As a friend, I felt comfortable talking to Mariana about how I was feeling on the trip. One night, when I was struggling with allergies, we decided to stay in and invite her friends over so that I could rest a bit and let my allergies clear up for the next day. Ironically, this ended up being one of my favorite experiences as we spent a hilarious night together eating snacks and singing along to Spanish music videos.

3. Ask for Cultural Clarifications and Have Fun!

Since I established a close connection with my host, I was able to ask for clarifications when locals would use expressions that I did not understand. When Spanish students in our group chat would send messages that said “aro”, Mariana explained it was just an abbreviation of writing “claro” used by students in Cordoba.

I also picked up on word and phrases like “genial” (meaning cool) from Mariana and her friends and tried to use them in my vocabulary as well. And I always tried to keep a sense of humor—even when I stumbled over words or made a slight grammar error when speaking, I would keep smiling and joking around and didn’t let my mistakes keep me from building connections with others and making friends.

La Cultura e El Arte

1. Explore!

In Spain, I took every opportunity to really get a feel for Spanish culture and the cities we visited. Each day presented an opportunity to see something new and form a connection with a specific place, so by keeping an open mind, I saw so many amazing sights. I loved seeing medieval cities like Toledo that had cobblestone streets and high castle walls that were so different from the buildings near my house. Visiting the Prado museum and letting Pablo Picasso’s incredible masterpiece, Guernica, wash over me presented a unique opportunity to incorporate both historical narrative and compelling visual art into my view of Spain and its beautiful and complicated past. Even riding the subway in Madrid was an exciting experience as it allowed me to watch a different culture engage in their afternoon commute.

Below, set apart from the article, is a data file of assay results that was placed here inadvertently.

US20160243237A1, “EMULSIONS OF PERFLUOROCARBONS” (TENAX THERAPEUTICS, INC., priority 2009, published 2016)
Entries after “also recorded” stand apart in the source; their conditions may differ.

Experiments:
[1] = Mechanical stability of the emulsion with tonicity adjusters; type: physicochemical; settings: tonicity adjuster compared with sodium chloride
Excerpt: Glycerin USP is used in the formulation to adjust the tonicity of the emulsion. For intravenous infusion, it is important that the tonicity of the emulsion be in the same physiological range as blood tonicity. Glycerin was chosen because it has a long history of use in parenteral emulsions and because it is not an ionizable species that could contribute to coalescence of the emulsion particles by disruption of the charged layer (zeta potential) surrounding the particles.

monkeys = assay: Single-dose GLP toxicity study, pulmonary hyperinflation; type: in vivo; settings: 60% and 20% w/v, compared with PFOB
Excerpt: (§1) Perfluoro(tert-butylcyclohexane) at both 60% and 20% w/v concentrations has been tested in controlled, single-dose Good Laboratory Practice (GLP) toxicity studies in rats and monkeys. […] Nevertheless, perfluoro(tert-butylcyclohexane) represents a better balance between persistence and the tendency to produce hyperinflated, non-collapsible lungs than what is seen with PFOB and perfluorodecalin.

2. Say YES to New Experiences

After seeing the Royal Opera House in Madrid, I asked my teacher if I could use our evening free time to see an opera they were putting on that night. She said yes, so a group of my classmates and I bought cheap tickets and were able to take part in a cultural event central to Madrid’s history (the royal box was visible from my seat!). Although the King and Queen weren’t present, it was truly a night to remember.